Proposed law seeks to protect women from pregnancy-related violence

Githunguri MP Gathoni Wamuchomba. [File, Standard]

Pregnant women will be protected against mistreatment by healthcare workers if a new bill by Githunguri MP Gathoni Wamuchomba is considered.

The mistreatment of pregnant women, generally referred to as Obstetric Violence (OBV), includes any act by a health worker that causes harm to someone who is pregnant, giving birth or has recently given birth.

Those who experience OBV may feel shamed, ignored, disrespected, helpless or violated.

Some of the root causes for obstetric violence include constraints within health systems such as poor funding, training and not meeting obligations to provide adequate facilities and staff – including gender and power imbalance of health professionals, according to the UN in a report in 2019.

The types of OBV include wrong treatment, denial of care, forced procedures, physical abuse, detention in health facilities, discrimination, verbal abuse, newborn and infant theft, as well as exchange of newborn babies.

Wamuchomba said her Bill, which is yet to be introduced in parliament, will provide the legal, administrative, and economic frameworks against OBV in Kenya if passed into law.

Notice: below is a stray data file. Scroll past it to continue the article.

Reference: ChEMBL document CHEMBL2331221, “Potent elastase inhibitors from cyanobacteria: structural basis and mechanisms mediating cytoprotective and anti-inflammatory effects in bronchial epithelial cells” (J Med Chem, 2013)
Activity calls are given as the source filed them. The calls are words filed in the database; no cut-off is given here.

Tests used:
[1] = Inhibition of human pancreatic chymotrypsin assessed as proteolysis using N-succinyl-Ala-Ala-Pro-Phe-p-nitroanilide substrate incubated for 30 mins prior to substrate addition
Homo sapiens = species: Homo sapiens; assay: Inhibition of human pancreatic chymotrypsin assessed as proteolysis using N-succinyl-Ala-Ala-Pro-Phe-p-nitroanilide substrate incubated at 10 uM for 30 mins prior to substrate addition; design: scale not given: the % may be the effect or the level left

“Every woman, regardless of her social or economic status, deserves a dignified and respectful childbirth experience, free from any form of violence or abuse. The time has come for us to undo the injustices suffered by women under OBV in Kenya,” Wamuchomba said.

The MP spoke at a sensitisation forum on OBV against pregnant women in Kenya organised by Gathoni Muchomba Africa Foundation (GAMAFRICA) in partnership with the Kenya Women Parliamentarians Association (KEWOPA).

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Women’s rights advisor to the president, Harriet Chigai, said the causes of the violence are multi-faceted and may arise from health workers, employers and the most painful ones may arise from the family.

However, she added that most of the cases occur in institutions of care.

“A woman seeks care during her most vulnerable moment and instead of receiving the much-needed attention, she finds a burnt-out healthcare professional,” Chigai said.

She said that as a society, there is a need to give dignity to the process of bringing forth life.

“As women in leadership, we need to protect and champion the respect of women, feel their pain, honour their duty to humanity, inform them of their available choices, and offer support during their journey,” Chigai said.

KEWOPA chairperson, Leah Sankaire said that OBV is a serious and widespread problem that violates women's rights and undermines the principles of compassionate and respectful maternity care.

She said that KEWOPA is committed to working on ensuring that there is a legal framework in place to ensure that pregnant are cautioned against Obstetric violence.

“We as women legislators continue to be committed to a violent free society, a people that not only appreciate the demerits of the practice but also understands that it undermines the rights of women and girls,” Leah said.